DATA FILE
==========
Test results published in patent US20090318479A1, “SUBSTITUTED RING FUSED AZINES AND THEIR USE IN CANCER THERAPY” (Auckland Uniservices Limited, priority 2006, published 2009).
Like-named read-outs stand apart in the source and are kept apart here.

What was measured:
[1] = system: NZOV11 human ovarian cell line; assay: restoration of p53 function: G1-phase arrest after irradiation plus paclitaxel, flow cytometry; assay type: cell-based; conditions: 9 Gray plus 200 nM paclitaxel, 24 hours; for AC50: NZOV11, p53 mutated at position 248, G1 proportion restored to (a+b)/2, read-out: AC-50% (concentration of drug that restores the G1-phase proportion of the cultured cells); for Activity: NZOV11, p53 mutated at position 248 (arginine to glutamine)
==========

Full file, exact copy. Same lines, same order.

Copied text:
Test results published in patent US20090318479A1, “SUBSTITUTED RING FUSED AZINES AND THEIR USE IN CANCER THERAPY” (Auckland Uniservices Limited, priority 2006, published 2009).
Like-named read-outs stand apart in the source and are kept apart here.

What was measured:
[1] = system: NZOV11 human ovarian cell line; assay: restoration of p53 function: G1-phase arrest after irradiation plus paclitaxel, flow cytometry; assay type: cell-based; conditions: 9 Gray plus 200 nM paclitaxel, 24 hours; for AC50: NZOV11, p53 mutated at position 248, G1 proportion restored to (a+b)/2, read-out: AC-50% (concentration of drug that restores the G1-phase proportion of the cultured cells); for Activity: NZOV11, p53 mutated at position 248 (arginine to glutamine)